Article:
The wealth report 2014


One of the most fascinating areas of luxury spending is on collectable items, such as art and classic cars, which some buyers also consider to be investments.
In the wake of the credit crunch, the media’s focus on these “investments of passion” as an alternative to more mainstream asset classes like equities has grown significantly.
Reflecting this burgeoning interest, we launched the Knight Frank Luxury Investment Index (KFLII) in last year’s Wealth Report to track the performance of selected investments of passion.
Consisting of nine asset classes, the 175% capital growth recorded by our weighted index to the end of Q3 2012 outperformed the majority of more mainstream asset classes over a 10-year period. Several classes came close to, or even exceeded, gold’s stratospheric +400% increase. One year later and KFLII had grown by a further 8%, while gold had lost a quarter of its value.
Best-in-class examples continue to set auction records across most of KFLII’s categories (see panel below), but there is a wide variation across the index. Classic cars once again posted the largest gains, with values up 28% over 12 months, according to the Historic Automobile Group’s (HAGI) Top index, which tracks “exceptional historic automobiles”.

What’s more, HAGI’s Dietrich Hatlapa says it isn’t just the most famous marques that have performed strongly. “One of the biggest movers in our index last year was Japan’s first supercar, a Toyota 2000 GT from the late 1960s.”
Outside the world of supercars, there is also growing interest from collectors in Group B rally cars like early model Audi Quattros, especially those with a race pedigree, Mr Hatlapa points out.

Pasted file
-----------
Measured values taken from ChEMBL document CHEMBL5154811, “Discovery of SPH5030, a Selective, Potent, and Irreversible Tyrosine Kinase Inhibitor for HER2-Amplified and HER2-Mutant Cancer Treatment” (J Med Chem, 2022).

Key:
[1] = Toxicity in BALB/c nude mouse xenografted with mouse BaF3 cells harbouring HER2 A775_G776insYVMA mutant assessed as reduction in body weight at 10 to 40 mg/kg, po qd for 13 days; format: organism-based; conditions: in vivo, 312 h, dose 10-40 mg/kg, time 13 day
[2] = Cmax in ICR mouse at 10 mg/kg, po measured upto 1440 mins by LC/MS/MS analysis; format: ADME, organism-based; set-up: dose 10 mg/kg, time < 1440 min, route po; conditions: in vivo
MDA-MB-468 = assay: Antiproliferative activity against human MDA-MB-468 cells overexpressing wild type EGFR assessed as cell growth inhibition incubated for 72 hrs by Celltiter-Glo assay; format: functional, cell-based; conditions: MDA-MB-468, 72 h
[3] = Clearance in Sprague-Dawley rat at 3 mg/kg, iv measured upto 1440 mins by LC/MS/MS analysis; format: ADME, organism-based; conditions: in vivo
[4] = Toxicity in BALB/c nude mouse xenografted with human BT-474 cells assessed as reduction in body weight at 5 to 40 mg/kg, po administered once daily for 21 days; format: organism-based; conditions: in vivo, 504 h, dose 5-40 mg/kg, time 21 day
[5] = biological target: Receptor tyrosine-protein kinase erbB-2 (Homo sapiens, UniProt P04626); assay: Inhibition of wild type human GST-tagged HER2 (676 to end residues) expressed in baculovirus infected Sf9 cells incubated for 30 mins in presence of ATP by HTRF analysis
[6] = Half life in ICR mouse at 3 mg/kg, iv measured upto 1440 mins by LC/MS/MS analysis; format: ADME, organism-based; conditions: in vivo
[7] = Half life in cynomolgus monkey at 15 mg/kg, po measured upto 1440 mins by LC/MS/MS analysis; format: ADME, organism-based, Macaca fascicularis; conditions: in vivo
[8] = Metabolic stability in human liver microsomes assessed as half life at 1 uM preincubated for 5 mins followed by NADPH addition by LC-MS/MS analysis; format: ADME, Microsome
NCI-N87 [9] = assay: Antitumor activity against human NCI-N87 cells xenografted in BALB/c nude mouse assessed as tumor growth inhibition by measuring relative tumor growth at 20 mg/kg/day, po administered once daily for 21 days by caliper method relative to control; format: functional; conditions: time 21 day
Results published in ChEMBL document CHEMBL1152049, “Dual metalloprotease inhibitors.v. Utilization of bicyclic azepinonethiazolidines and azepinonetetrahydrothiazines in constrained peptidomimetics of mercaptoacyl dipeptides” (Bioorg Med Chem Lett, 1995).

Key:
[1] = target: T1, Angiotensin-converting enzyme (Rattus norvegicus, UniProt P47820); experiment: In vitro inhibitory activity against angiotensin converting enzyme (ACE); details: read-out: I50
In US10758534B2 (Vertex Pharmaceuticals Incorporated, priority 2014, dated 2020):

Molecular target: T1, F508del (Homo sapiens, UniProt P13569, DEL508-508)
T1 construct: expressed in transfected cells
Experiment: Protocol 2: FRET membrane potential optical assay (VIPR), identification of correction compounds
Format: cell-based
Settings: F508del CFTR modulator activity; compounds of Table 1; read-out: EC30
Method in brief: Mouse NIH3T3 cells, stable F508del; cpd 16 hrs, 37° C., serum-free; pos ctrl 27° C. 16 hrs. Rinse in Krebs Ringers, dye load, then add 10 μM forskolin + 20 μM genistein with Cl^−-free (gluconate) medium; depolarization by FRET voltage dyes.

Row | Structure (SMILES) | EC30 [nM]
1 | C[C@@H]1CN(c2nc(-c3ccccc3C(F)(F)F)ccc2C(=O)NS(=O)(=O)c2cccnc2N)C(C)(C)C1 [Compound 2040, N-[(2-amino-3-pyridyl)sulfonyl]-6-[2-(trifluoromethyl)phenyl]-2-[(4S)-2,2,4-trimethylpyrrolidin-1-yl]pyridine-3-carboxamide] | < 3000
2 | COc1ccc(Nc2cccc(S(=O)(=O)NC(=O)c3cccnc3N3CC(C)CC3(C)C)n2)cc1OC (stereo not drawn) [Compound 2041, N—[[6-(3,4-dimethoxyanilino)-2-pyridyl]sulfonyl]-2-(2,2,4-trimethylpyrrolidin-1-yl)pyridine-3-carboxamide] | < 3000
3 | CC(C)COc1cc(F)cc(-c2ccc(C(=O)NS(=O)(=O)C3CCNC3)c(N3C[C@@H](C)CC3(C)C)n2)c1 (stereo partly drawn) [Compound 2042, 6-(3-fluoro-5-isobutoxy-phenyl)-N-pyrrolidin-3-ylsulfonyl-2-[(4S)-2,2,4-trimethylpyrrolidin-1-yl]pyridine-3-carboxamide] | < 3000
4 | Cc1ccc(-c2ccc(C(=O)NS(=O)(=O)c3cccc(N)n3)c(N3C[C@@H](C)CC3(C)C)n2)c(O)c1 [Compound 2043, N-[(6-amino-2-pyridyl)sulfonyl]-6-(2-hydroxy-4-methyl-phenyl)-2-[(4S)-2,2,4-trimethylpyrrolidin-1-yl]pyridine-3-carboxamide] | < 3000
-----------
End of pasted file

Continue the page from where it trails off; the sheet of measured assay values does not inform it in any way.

Although price growth might not be in the Ferrari league, the outlook is positive too for the wider classic car market. Specialist insurer Hagerty estimates that there are over 850,000 pre-1972 vehicles in the UK that have hit the bottom of their depreciation cycle.
Despite being one of the least widely collected investments of passion, according to the Attitudes Survey, coins continue to perform strongly, up 10% year on year. Ian Goldbart, Managing Director of leading auctioneer Baldwins, says the market is attracting investors.
“Because it is not actually a very big market, a small amount of extra money can make a large difference. You only need a few keen bidders at an auction and you are likely to see new world records being set.”
The coin market has probably also been undervalued in some parts of the world, compared with other asset classes. “There has always been strong demand for large denomination coins in the US,” says Mr Goldbart, “but we are seeing growing interest in China, where the market has boomed over the past five years, and also India and Russia.” Globally, there is also a very strong market for gold Roman coins. “They are pieces of art in their own right,” he says.

Over 60% of Attitudes Survey respondents said pleasure was their clients’ main motive for spending on collectables, or “investments of passion”

Rare stamp values are also rising, particularly in China, India and key Commonwealth markets. The Stanley Gibbons China 200 rare stamp index rose 36% between 2011 and 2012.